260
261For coroutines as for threads, many implementations are based on routine pointers or function objects\cit. For example, Boost implements coroutines in terms of four functor object types:
262\begin{cfacode}
263asymmetric_coroutine<>::pull_type
264asymmetric_coroutine<>::push_type
265symmetric_coroutine<>::call_type
266symmetric_coroutine<>::yield_type
267\end{cfacode}
268Often, the canonical threading paradigm in languages is based on function pointers, pthread being one of the most well known examples. The main problem of this approach is that the thread usage is limited to a generic handle that must otherwise be wrapped in a custom type. Since the custom type is simple to write in \CFA and solves several issues, added support for routine/lambda based coroutines adds very little.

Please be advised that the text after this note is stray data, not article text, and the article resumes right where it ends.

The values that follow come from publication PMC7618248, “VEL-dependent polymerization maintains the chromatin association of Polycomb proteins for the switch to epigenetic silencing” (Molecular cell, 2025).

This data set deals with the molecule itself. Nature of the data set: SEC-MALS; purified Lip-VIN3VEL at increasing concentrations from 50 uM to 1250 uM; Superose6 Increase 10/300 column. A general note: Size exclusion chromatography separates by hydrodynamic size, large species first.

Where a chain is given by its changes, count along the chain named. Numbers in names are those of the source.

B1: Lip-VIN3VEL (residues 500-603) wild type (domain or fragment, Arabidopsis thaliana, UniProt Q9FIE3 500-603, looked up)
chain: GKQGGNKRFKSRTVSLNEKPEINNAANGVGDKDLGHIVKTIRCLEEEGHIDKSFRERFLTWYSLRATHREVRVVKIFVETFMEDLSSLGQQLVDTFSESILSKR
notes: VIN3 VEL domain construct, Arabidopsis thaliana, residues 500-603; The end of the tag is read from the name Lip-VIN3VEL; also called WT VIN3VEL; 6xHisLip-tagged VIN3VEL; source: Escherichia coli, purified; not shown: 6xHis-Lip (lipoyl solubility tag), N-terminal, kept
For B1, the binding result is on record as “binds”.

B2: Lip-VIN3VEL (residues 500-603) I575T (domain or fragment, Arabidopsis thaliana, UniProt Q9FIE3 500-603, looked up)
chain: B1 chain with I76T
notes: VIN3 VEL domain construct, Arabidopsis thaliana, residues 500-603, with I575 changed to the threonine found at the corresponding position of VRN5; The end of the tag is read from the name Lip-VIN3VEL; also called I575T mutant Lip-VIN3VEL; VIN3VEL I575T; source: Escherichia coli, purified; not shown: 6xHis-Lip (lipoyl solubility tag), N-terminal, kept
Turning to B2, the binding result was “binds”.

269
270A variation of this would be to use an simple function pointer in the same way pthread does for threads :
271\begin{cfacode}
272void foo( coroutine_t cid, void * arg ) {
273        int * value = (int *)arg;
274        //Coroutine body
275}
276
277int main() {
278        int value = 0;
279        coroutine_t cid = coroutine_create( &foo, (void*)&value );
280        coroutine_resume( &cid );
281}
282\end{cfacode}
283This semantic is more common for thread interfaces than coroutines but would work equally well. As discussed in section \ref{threads}, this approach is superseeded by static approaches in terms of expressivity.
284
285\subsection{Alternative: Trait-based coroutines}
286
287Finally the underlying approach, which is the one closest to \CFA idioms, is to use trait-based lazy coroutines. This approach defines a coroutine as anything that satisfies the trait \code{is_coroutine} and is used as a coroutine.
288
289\begin{cfacode}
290trait is_coroutine(dtype T) {
291      void main(T & this);
292      coroutine_desc * get_coroutine(T & this);
293};
294
295forall( dtype T | is_coroutine(T) ) void suspend(T &);
296forall( dtype T | is_coroutine(T) ) void resume (T &);
297\end{cfacode}